In her dark and witty third novel, award-winning Booker longlisted author Louise Dean explores the perplexing marriages of two couples living in Provence.
Richard is the head of sales in Africa for a pharmaceutical company. He spends most of his time away on business, sleeping with other women and pushing psychiatric drugs on a developing market. Back in Provence, he and his wife, Valérie, no longer share a bed, and his teenage son, Maxence, is hearing voices. When Richard begins an affair with a neighbour, Rachel, he discovers that Valérie, too, is having an affair - with Rachel's husband, Jeff. Suddenly, a routine trip to Africa to sell pharmaceuticals is more than he can handle and his life starts to implode as he realizes that the idea of a life full of that love he has cherished is a mere illusion.
'With wry humour, Dean captures the gloom of existences imploding in incongruous surroundings.' The Observer
'Engaging...it is hard to stop turning the pages...arresting...fizzes with talent.' Sunday Times
'Wonderfully complex and original novel about desire, disappointment and mental illness, largely set in ex-pat Provence...Louise Dean's lovely rendering of her awful people makes The Idea of Love an enormous delight.’ The Independent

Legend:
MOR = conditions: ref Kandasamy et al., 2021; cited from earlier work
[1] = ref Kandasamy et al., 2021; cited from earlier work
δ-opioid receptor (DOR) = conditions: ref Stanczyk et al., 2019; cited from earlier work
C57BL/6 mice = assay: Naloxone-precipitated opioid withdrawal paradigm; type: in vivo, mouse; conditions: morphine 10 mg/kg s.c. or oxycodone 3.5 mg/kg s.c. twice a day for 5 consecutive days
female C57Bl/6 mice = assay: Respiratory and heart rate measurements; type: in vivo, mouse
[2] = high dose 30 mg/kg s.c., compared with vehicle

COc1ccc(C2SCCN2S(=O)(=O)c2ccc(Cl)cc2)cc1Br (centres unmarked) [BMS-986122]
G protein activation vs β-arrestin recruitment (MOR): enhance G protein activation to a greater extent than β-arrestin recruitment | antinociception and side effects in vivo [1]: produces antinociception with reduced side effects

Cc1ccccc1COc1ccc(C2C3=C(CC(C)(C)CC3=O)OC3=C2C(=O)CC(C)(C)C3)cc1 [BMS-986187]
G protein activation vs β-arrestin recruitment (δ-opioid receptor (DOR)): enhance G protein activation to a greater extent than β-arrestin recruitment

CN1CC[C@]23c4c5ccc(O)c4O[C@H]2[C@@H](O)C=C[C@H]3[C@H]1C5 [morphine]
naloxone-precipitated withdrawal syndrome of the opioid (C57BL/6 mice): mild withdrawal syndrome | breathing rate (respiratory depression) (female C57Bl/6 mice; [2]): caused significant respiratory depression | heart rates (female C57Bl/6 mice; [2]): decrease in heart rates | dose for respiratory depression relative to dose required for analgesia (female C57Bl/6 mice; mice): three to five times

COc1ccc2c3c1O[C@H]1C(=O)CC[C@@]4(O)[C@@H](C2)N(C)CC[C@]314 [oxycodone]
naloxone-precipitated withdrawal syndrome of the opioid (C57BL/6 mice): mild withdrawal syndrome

'An acute, cynical wit... An unforgettable study of the dark side of the mind.' The Times
'This dark novel is interesting and original, a study of love but not a romance and a story with many morals.’ The Telegraph
‘In her third novel, Louise Dean regards with a sardonic eye a group of scalded lovers ricocheting between desire, despair and dipsomania.....Dean's portrayal of Maxence's madness and his mission to save souls is tender and funny, and lifts the novel far above the torrid soul-searching of its narcissistic lovers.’ The Guardian
'Louise Dean's third novel is a careful dissection of our search for love in its many forms – sexual, religious, parental, and brotherly
Dean has a deliciously wry eye for the convincing detail.’ Literary Review
'An unusual but fascinating story that examines the different ways in which people face the harsh realities of love gone wrong.’ Tatler